Electrical connector groupings are also forgiving of movement of jumper wires and connections, since disturbing the connected wires has negligible effect upon signal continuity or transmission.
This is in contrast with optical fiber connections, where the fibers are typically restricted to a bend radius on the order of 20 or more times the outer diameter of the fiber and its jacket. Additionally, movement of optical fiber connections and cables can produce temporary or even permanent loss or reduction in signal carrying ability, due to unintended bending of fibers adjacent to a fiber being connected or removed.
As a result, the schemes which obtain electrical connector access in a tight array, such as through a push-pull action along the axis of the connection, are inappropriate for optical fiber work. The subject action of a slight tilt of the fiber axis is especially apt in that the bend of the fiber which is induced is not only of wide radius, but also the degree of bend is limited to a small arc, and the exiting fiber is subjected to only the minimal translation upwards which will provide access. If translation along the fiber were involved, in most installations, severe problems with bend radius kinks would result along the axis of the fiber. The method in which both of these factors are addressed here can be relied upon to contribute a negligible harm to the transmission properties of the fiber being worked on, and also give a negligible effect to adjacent fibers.
Although these minimal-disruption features are not crucially important in electrical connections, they are nevertheless desirable for connection of coaxial cables and other conductors where cable diameters restrict conductor bending, and in any event comprise a useful and versatile system where it is desired to connect optical fibers and electrical cables in a single housing, or to standardize on a single termination type for a distribution location or system. Frequently, optical fiber cables will also incorporate one or more "talk pairs" or "order pairs" to allow craft persons to communicate during installation or maintenance, or to provide power to run ringing bells, warning lights, and other associated electrical devices on what is primarily an optical transmission system. Hybrid systems with paired wire, coaxial cable and optical fiber for broadband communications are also seen, and a system which can terminate all types of communication media with interchangeable plug-in units has versatility in addition to functional benefits with any one of the media it accommodates.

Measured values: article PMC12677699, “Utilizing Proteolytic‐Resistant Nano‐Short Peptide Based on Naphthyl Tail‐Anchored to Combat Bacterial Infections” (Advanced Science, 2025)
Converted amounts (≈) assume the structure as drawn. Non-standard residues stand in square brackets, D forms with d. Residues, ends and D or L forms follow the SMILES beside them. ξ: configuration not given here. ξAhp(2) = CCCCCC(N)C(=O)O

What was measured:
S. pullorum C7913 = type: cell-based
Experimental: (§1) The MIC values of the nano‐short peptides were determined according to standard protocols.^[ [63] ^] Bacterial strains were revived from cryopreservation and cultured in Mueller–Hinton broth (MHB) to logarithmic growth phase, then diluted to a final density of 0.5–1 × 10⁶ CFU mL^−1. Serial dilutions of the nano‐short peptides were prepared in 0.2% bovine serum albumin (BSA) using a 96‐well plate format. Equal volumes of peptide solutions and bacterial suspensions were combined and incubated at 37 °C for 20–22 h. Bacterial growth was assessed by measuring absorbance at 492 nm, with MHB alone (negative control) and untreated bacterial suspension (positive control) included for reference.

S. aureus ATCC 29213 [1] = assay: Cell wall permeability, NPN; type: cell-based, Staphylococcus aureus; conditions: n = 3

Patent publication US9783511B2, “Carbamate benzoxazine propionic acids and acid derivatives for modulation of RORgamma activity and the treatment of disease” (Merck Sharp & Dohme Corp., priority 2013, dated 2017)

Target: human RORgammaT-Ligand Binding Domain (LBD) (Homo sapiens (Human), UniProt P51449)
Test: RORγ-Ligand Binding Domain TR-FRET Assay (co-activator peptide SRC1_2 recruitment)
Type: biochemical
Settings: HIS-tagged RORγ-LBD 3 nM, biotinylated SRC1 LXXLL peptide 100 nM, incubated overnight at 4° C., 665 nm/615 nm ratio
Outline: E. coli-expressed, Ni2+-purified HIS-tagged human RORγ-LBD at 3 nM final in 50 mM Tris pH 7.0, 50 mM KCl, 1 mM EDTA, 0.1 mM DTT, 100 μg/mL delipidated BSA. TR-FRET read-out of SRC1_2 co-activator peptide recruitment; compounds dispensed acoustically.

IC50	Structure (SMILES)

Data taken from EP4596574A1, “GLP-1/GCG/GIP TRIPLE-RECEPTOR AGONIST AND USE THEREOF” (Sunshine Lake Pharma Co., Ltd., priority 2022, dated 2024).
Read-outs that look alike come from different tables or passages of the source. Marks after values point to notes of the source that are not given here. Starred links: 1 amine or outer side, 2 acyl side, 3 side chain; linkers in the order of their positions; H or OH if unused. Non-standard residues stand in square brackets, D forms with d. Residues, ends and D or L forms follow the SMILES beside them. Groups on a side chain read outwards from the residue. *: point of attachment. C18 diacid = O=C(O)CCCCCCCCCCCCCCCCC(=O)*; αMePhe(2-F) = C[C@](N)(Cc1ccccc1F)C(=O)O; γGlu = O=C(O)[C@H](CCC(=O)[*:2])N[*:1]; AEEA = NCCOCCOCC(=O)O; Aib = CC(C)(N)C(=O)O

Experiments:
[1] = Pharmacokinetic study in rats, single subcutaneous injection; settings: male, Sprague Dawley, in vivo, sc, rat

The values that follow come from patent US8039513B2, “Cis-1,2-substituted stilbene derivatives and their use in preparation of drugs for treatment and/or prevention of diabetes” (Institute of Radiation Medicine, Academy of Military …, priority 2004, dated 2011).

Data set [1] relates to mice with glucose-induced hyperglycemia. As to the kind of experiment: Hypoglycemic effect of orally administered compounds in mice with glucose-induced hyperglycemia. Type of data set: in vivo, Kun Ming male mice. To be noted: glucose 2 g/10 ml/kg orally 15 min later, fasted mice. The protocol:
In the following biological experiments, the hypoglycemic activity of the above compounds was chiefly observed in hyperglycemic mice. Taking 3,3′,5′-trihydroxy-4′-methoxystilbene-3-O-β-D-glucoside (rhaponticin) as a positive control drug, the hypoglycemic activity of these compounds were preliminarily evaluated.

It is a further object of the present invention to provide a module which can be packaged in an array wherein the modules are in side-by-side relationship to fit in a compact panel, in an array with other modules, in such a manner as to afford ready access to the individual connectors for attachment of the distribution fibers or other lines.
The present invention provides a novel termination module for use in terminating a cabled optical fiber or other transmission cable at a connector to which connection can readily be made by a ubiquitous type of plug such as a phono-type plug on coaxial cable, optical fiber plug, the RJ-11 plug on a telephone cable or the pin plug for an antenna or cable connection. The module is particularly adapted to terminate the individual transmission lines and to mate with other modules to provide a compact array of modules, each having a connector as readily accessible when required as a single module.
The module comprises a frame for supporting a single connector plug supported at one end of the frame and connected to one end of a transmission line. The frame has a generally tubular profile, including a generally rectangular base extending from the aforesaid end of the frame. The base is generally rectangular with a longitudinal axis and is provided with means for tilting the base about an axis transverse to the longitudinal axis and intermediate its ends such that the one end of the frame may be raised from the normal plane of the base to a position above the ends of the other modules in a side-by-side array. This type of module avoids the need to space the modules or the connectors to afford ready access to the connectors to connect or disconnect a distribution line to the connector. The means for tilting the base about an axis transverse to the axis of the base includes a fulcrum about which the base can be rocked or the base can rock on a rocker which will allow the one end to rise above the other ends of the adjacent modules. The modules are preferably mounted for tilting movement about a common axis so they maintain alignment or they are otherwise located to maintain a normally fixed position.